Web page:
Thankful at the End of 2022

Yvonne releasing an animal back into the forest

We have a lot to be thankful for at the end of this year. We had many interns and volunteers turn up to help with our work. Frances entered data for all our Paramaribo rescues of the past five years while immediately mapping them. Wianda entered data from many, many years of feeding our temporary stay animals. Loren worked hard to keep a starving giant anteater pup alive and put her vet skills to work for us. Roberto provided expert advice from a distance with many of our critical rescues. Sean and Gini and a crew of Indigenous assistants helped maintain the educational trail and other parts of our rehabilitation center.

Karen and her volunteers helping to keep our driveway passable

Karen and her team of volunteers came more than once to help us maintain the driveway to the center. Shovel sand into the enclosures to compensate for the heavy rainfall that caused more water to stand longer in new places. Ingrid came with her Batik group and her teacher Sri to finish our educational mural. Irenka and Mailo helped save an animal from the illegal wildlife trade. Dominiek came with his students to inventory the trees in our sacred little forest to improve the educational story. Volunteers came to help finish the enclosures for the animals to start getting used to the forest.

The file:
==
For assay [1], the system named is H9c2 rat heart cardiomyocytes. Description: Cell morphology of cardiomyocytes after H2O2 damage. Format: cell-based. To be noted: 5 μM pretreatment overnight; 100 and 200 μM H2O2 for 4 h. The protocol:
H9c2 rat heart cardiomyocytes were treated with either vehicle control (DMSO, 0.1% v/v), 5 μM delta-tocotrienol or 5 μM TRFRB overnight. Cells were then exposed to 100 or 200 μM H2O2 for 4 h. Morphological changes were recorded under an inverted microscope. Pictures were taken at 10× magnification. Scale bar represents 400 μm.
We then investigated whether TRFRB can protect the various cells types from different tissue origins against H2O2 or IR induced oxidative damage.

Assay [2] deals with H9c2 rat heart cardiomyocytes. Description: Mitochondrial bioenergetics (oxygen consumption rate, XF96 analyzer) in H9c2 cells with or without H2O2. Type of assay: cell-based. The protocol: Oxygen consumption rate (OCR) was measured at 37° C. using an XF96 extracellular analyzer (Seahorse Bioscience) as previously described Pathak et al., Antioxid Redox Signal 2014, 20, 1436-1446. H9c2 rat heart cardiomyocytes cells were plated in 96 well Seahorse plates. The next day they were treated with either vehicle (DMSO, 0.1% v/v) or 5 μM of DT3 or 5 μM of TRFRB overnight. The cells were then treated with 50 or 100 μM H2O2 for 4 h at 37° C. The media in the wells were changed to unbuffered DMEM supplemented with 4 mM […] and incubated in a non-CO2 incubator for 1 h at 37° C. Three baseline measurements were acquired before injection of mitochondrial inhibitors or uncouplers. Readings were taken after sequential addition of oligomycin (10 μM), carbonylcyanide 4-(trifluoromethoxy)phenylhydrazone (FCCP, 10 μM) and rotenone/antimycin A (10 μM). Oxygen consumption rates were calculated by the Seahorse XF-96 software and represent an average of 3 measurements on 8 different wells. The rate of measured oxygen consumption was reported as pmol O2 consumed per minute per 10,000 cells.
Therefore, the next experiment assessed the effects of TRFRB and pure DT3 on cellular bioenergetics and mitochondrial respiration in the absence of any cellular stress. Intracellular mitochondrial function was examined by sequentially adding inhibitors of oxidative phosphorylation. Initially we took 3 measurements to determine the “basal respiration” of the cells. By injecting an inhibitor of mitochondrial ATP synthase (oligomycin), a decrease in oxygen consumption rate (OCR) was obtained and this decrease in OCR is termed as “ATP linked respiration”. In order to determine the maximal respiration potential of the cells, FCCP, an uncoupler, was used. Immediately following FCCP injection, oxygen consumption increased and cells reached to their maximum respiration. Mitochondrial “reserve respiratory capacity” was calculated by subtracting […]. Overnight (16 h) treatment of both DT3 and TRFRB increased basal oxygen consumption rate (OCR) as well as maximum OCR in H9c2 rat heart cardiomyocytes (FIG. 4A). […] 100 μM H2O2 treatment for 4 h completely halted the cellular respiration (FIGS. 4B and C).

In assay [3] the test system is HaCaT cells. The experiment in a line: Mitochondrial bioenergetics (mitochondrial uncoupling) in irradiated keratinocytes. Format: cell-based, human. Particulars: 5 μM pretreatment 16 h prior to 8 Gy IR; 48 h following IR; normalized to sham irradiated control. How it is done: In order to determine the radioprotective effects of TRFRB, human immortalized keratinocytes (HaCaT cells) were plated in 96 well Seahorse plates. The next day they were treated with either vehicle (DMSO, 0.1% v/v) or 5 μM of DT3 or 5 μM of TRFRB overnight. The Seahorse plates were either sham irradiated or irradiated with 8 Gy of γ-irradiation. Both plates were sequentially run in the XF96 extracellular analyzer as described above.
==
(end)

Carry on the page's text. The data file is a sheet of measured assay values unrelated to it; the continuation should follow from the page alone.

Visitors witness a release and are educated on the biology of sloths

Our Rehabilitation Center Team, in the meantime, ensured the continuous care of all our animals – permanently living in the trees, semi-permanently on their way to freedom, and those just passing through.

Yvonne taking care of one of the baby sloths

Our city team worked tirelessly to rescue animals in the city from uncomfortable situations in houses, under roofs, tied by malicious people to a fence, and shot by hunters or gunmen without a conscience.

The vets we work with, either online or locally, gave it their best to try to save animals in critical condition, burned, shot, or otherwise debilitated due to the situation they came from.

Vet volunteer Loren with our vet Astrid tending to a patient